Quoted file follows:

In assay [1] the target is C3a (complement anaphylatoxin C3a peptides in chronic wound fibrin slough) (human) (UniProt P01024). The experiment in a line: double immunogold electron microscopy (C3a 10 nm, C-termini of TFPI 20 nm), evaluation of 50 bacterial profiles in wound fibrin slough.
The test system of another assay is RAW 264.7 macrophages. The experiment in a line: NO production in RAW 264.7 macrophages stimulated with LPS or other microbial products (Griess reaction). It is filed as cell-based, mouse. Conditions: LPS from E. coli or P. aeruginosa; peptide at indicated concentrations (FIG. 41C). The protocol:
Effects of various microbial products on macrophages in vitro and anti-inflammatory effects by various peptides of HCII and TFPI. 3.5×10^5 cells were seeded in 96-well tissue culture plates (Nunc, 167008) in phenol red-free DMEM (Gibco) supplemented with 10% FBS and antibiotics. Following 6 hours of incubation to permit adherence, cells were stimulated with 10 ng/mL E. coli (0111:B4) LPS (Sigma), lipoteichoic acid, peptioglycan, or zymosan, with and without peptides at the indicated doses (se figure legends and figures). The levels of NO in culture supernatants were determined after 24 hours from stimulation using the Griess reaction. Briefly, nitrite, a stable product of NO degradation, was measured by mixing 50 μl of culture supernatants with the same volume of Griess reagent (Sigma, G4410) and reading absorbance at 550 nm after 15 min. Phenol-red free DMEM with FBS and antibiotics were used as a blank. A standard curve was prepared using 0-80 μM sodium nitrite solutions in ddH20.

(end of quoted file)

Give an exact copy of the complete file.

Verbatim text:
In assay [1] the target is C3a (complement anaphylatoxin C3a peptides in chronic wound fibrin slough) (human) (UniProt P01024). The experiment in a line: double immunogold electron microscopy (C3a 10 nm, C-termini of TFPI 20 nm), evaluation of 50 bacterial profiles in wound fibrin slough.
The test system of another assay is RAW 264.7 macrophages. The experiment in a line: NO production in RAW 264.7 macrophages stimulated with LPS or other microbial products (Griess reaction). It is filed as cell-based, mouse. Conditions: LPS from E. coli or P. aeruginosa; peptide at indicated concentrations (FIG. 41C). The protocol:
Effects of various microbial products on macrophages in vitro and anti-inflammatory effects by various peptides of HCII and TFPI. 3.5×10^5 cells were seeded in 96-well tissue culture plates (Nunc, 167008) in phenol red-free DMEM (Gibco) supplemented with 10% FBS and antibiotics. Following 6 hours of incubation to permit adherence, cells were stimulated with 10 ng/mL E. coli (0111:B4) LPS (Sigma), lipoteichoic acid, peptioglycan, or zymosan, with and without peptides at the indicated doses (se figure legends and figures). The levels of NO in culture supernatants were determined after 24 hours from stimulation using the Griess reaction. Briefly, nitrite, a stable product of NO degradation, was measured by mixing 50 μl of culture supernatants with the same volume of Griess reagent (Sigma, G4410) and reading absorbance at 550 nm after 15 min. Phenol-red free DMEM with FBS and antibiotics were used as a blank. A standard curve was prepared using 0-80 μM sodium nitrite solutions in ddH20.